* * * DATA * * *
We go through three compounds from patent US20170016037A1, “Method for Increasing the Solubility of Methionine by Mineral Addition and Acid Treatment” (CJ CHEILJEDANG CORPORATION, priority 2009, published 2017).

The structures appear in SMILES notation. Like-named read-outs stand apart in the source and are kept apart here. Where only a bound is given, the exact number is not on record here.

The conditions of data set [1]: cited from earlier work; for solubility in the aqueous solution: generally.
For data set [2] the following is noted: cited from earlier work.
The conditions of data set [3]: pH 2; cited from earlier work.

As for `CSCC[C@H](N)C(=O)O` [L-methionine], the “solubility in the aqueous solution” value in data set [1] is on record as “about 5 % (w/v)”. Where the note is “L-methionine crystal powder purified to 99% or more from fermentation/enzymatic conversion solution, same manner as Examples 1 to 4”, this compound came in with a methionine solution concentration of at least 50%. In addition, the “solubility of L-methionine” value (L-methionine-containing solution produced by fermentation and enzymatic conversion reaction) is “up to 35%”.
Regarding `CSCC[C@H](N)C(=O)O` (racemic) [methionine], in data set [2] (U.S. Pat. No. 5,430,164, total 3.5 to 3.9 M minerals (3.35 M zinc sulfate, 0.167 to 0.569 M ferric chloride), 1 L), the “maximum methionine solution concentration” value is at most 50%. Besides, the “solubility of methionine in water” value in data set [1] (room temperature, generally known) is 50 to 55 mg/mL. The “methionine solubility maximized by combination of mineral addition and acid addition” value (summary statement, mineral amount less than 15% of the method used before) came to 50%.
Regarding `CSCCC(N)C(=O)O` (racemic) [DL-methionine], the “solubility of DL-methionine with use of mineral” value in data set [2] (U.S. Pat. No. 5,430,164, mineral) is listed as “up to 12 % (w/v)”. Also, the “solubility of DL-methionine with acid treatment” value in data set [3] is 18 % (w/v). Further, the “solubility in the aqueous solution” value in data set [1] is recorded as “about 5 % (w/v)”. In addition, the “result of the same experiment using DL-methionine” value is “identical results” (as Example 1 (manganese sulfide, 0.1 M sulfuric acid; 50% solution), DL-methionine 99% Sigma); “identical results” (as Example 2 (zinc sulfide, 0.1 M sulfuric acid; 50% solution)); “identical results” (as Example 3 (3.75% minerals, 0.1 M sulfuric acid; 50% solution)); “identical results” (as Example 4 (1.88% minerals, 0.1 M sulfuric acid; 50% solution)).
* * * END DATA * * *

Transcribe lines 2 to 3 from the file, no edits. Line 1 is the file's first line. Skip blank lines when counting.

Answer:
The structures appear in SMILES notation. Like-named read-outs stand apart in the source and are kept apart here. Where only a bound is given, the exact number is not on record here.

The conditions of data set [1]: cited from earlier work; for solubility in the aqueous solution: generally.